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are the emphasis of C17 Tech.
For a member needing a write a memo that is that terse and borderline insubordinate to get help, is a failure of leadership at so many levels it makes my head shake.
Failure in Leadership........You Bet, however, this memo is not chargeable under s. 85. Only under 129(2)(b) which requires the CoC to obtain legal advice from the DJA and is electable by Court Martial. And BTW, 129(2) has been found wanting by the Charter of Rights and Freedoms. R. v. Korolyk, 2016 CM 1002
Insubordination requires an insubordinate intent
. If the guy who submits it, never wrote it. Good luck securing a conviction. If it ever made it to court martial, There are 10 elements to the offence. Three are clearly missing. Directed verdict or no prima facie case. Stay of proceedings.
Humor>Prosecutor gets remustered to MARS and posted to Halifax.<Humor
103.18 - INSUBORDINATE BEHAVIOUR
(1) Section 85 of the National Defence Act provides:
"85. Every person who uses threatening or insulting language
to, or behaves with contempt toward, a superior officer is guilty of an offence and on conviction is liable to dismissal with disgrace from Her Majesty's service or to less punishment."
(D) Where a charge is for using threatening or insulting language
, the particulars must state
the expressions or their substance
and the superior officer to whom
they were addressed.
(E) In the case of threatening or insulting words
, they must have been expressed to a superior officer and with an insubordinate intent
, that is to say, they must be, either in themselves, or in the manner or circumstances in which they were spoken
, insulting or disrespectful.
(G) Insubordinate language or conduct not falling
within Notes (E) or (F) may only be charged
under section 129 of the National Defence Act.
R. v. Korolyk, 2016 CM 1002
DECISION RESPECTING AN APPLICATION ASKING FOR THE DECLARATION THAT SUBSECTION 129(2) OF THE NATIONAL DEFENCE ACT IS CONTRARY TO SECTION 7 AND 11(d) OF THE CANADIAN CHARTER OF RIGHTS AND FREEDOMS
FOR THESE REASONS, THE COURT:
 FINDS that subsection 129(2) of the National Defence Act violates the presumption of innocence protected by section 11(d) and is not saved under section 1 of Charter.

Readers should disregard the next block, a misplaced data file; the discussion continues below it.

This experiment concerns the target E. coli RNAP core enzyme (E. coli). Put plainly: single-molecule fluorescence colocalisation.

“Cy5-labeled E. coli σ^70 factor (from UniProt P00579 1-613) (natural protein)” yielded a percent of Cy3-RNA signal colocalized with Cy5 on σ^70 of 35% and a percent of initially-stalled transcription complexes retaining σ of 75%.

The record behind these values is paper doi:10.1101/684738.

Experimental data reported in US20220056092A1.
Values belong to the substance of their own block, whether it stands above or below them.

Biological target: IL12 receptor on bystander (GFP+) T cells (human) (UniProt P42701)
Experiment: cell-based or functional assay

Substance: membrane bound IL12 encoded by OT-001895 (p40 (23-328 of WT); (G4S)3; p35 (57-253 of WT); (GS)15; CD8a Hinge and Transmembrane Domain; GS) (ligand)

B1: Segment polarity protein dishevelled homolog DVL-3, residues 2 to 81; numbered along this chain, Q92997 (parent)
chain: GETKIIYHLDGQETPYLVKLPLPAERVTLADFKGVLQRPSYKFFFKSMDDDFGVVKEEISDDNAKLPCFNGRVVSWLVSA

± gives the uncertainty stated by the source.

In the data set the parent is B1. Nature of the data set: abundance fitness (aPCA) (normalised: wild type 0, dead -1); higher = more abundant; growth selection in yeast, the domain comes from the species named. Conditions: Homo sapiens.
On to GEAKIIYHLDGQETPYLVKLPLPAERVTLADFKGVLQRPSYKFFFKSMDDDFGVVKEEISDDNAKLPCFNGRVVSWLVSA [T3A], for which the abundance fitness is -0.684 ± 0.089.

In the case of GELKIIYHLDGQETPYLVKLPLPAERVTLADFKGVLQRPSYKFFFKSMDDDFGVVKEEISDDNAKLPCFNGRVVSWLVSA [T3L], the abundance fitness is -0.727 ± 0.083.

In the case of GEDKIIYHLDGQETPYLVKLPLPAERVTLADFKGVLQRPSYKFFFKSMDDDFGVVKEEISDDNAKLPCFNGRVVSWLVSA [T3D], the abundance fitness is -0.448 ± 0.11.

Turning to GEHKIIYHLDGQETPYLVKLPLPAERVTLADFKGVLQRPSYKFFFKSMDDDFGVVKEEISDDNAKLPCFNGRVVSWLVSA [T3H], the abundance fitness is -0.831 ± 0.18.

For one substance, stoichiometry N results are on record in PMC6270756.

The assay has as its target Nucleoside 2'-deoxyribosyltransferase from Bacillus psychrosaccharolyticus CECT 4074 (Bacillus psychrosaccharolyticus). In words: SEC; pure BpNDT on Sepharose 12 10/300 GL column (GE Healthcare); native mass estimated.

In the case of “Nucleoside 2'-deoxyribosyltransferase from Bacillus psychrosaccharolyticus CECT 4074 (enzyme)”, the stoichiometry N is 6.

DECLARES, under section 52 of the Constitution Act, 1982, that subsection 129(2) of the National Defence Act is void insofar as it makes an accused liable to be convicted despite the existence of a reasonable doubt
on the essential element of prejudice to good order and discipline and because the presumption created in subsection 129(2) of the National Defence Act requires the trier of fact to convict in spite of a reasonable doubt.
DMP Policy Directive
Directive #: 003/00
Date: 1 March 2000
Updated: 17 May 2016
Subject: Post-Charge ReviewReasonable Prospect of Conviction
19. The threshold test of “reasonable prospect of conviction” is objective
. This standard is higher
than a “prima facie” case that merely requires that there is evidence whereby a reasonable jury, properly instructed, could convict. On the other hand, the standard does not require “a probability of conviction”, that is, a conclusion that a conviction is more likely than not.
20. A prosecution is not legally sustainable
unless there is evidence to support the accusation that a person subject to the Code of Service Discipline has committed a service offence. In the assessment of the evidence, an actual and reasonable belief that the offence has been committed is necessary but not sufficient
. The evidence must be evaluated to determine how strong the case is likely to be
when presented at court martial and should be made on the assumption that the trier of fact will act impartially and according to law
. This will require a proper assessment on whether all of the elements
of the alleged offence have been met, and may include the relevancy and admissibility of evidence implicating the accused, as well as the competence and objective credibility
21. Prosecutors are required to consider any defences that are plainly open
to or have been indicated by the accused and any other factors
that could affect the reasonable prospect of a conviction, for example, the existence of a potential Charter violation
that may lead to the exclusion of evidence.
22. The role of the Prosecutor in assessing the reasonable prospect of conviction determination is quasi-judicial in nature. The assessment of the evidence requires a fair evaluation
of evidence in all the circumstances
of the case. Prosecutors must guard against a perception or view of the case simply adopted from the views or enthusiasm of others
. As a case develops and changes during the prosecution process the Prosecutor must guard and maintain the independence and integrity